Throughout the years she struggled up and down the scale by starving herself and by the age of 14 she began throwing up. On another trip to India, this time feeling fantastic because she was much skinnier, her confidence shattered again when her cousins saw her and said, “wow, you look great, but what happened to your hair?”. She starved and vomited so much to the point where her hair just fell out. She once had thick, lush hair, but now along with her thin body she had thin hair and was made once again to feel like she wasn’t good enough. What she learned was that beautiful people are accepted and she would only be beautiful if she was skinny. She maintained a lower weight throughout high school, but always felt really left out. Her self-esteem was broken and she thought that the only thing that would fix it was a “perfect body”.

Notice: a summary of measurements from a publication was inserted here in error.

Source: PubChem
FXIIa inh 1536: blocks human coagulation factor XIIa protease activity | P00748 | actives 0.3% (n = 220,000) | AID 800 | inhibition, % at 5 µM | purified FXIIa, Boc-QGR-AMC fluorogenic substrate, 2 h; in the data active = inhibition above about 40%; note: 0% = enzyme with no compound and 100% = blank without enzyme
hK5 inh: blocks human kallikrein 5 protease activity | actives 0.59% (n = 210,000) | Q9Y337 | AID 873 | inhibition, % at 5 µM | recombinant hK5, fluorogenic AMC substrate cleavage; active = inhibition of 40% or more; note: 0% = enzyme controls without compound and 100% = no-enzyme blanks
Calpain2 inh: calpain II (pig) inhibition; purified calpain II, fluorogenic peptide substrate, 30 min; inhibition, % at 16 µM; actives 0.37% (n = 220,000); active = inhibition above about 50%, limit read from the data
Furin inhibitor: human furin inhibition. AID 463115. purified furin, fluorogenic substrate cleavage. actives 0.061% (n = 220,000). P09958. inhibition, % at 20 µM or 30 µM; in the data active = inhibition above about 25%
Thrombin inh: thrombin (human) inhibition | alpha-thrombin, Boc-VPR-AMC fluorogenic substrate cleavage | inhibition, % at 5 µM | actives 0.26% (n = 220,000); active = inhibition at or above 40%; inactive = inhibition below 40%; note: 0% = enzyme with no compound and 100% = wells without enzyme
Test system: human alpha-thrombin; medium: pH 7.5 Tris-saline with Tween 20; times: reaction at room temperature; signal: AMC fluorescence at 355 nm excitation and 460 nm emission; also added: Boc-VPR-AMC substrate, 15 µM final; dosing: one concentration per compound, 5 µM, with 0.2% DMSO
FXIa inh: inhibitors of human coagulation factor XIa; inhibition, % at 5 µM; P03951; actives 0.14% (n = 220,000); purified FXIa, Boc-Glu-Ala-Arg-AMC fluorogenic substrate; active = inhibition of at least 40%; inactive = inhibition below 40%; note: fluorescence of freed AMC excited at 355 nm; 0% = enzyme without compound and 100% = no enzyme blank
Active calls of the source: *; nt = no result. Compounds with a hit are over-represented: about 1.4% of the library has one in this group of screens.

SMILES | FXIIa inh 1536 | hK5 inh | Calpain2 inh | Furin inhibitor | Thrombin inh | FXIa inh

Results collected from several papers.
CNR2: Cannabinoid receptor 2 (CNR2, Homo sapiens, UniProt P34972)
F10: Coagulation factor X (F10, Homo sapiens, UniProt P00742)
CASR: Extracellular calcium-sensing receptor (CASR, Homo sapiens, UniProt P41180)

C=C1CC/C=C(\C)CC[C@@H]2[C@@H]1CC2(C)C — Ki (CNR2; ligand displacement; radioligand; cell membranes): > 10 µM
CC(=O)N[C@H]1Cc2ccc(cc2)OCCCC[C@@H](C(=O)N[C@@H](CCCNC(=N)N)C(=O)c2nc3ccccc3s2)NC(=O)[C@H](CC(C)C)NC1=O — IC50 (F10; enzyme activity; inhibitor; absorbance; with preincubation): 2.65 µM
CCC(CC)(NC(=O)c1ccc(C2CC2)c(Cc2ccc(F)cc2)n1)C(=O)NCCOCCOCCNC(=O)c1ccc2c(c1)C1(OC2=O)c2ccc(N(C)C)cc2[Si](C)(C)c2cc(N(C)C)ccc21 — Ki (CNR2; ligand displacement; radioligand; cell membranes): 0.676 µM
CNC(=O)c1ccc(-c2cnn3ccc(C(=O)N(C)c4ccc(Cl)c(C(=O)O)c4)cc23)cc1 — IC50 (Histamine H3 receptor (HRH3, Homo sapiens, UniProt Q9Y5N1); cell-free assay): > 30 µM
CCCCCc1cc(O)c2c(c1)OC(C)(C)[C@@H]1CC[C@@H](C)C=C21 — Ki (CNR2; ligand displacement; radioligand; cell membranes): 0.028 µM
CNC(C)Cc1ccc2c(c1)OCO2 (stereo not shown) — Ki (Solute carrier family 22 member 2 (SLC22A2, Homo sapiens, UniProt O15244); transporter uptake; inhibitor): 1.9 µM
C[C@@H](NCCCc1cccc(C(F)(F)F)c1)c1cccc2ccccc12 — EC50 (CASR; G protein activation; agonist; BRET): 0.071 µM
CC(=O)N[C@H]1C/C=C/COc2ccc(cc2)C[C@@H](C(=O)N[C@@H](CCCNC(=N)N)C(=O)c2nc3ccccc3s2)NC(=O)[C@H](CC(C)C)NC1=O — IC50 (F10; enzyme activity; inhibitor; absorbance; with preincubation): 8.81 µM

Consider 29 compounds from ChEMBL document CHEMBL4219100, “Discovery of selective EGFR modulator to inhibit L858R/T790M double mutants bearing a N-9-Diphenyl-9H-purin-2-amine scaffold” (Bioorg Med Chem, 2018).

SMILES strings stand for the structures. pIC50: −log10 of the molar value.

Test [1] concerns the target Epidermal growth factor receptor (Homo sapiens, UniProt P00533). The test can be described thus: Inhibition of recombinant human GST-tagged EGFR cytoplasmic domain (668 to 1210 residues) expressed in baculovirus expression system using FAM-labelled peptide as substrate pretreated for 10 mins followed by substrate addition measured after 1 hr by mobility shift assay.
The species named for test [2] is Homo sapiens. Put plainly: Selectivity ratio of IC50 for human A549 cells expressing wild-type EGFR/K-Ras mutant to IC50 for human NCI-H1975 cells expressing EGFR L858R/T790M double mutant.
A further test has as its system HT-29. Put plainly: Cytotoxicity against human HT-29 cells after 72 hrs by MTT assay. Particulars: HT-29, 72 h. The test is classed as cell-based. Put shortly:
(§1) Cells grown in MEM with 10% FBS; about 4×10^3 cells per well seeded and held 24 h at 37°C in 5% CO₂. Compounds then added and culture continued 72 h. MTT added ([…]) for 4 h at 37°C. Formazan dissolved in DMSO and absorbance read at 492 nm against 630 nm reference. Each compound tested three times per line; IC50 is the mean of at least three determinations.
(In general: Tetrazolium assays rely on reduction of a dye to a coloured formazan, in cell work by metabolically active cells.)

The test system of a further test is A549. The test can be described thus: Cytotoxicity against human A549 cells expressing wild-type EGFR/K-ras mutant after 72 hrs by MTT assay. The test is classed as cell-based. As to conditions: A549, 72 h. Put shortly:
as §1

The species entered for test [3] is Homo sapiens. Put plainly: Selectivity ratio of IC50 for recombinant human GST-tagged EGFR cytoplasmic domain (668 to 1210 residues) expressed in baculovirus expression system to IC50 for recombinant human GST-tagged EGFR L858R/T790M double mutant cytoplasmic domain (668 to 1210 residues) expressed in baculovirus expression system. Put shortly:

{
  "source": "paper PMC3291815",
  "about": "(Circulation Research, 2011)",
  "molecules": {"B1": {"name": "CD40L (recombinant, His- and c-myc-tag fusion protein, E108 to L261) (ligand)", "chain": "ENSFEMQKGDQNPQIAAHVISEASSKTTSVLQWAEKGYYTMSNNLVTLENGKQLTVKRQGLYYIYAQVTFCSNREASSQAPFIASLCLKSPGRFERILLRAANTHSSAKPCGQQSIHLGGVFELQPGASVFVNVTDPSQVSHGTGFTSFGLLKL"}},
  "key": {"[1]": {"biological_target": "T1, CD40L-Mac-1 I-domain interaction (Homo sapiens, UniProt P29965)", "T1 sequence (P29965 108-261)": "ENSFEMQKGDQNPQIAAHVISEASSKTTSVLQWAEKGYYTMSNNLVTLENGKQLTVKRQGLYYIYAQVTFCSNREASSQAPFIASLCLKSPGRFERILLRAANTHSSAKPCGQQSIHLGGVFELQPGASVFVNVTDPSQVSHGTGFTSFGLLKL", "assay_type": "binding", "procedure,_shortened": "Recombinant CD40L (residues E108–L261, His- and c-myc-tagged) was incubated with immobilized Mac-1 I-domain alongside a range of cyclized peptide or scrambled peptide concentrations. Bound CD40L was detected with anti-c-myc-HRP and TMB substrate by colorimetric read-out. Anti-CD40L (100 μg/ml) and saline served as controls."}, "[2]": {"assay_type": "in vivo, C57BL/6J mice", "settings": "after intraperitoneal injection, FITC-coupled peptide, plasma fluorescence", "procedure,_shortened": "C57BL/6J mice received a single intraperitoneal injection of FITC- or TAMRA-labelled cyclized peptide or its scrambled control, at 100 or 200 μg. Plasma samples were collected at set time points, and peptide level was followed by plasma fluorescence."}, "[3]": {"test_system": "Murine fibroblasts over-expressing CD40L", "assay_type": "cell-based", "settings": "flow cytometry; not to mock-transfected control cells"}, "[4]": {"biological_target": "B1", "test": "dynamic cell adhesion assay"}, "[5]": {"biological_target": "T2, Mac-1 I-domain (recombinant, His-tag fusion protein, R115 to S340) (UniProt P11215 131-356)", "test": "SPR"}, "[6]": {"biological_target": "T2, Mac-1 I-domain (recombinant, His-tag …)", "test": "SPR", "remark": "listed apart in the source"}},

This only backfired on her though, because even though she was able to keep the weight off for many years, she had to either starve or vomit to achieve it. She never really learned how to have a healthy relationship with food. Instead, when things got too stressful she would binge. Food became a coping mechanism and a way to relieve all the emotional pain that she was feeling. It was comforting. It would start with just a bite of a cookie and then another and another, until she felt like there was no point to putting the box away, so she just finished it off. And then continued to eat whatever else she could get her hands on, until she felt so full and upset at herself that she just vomited it all up.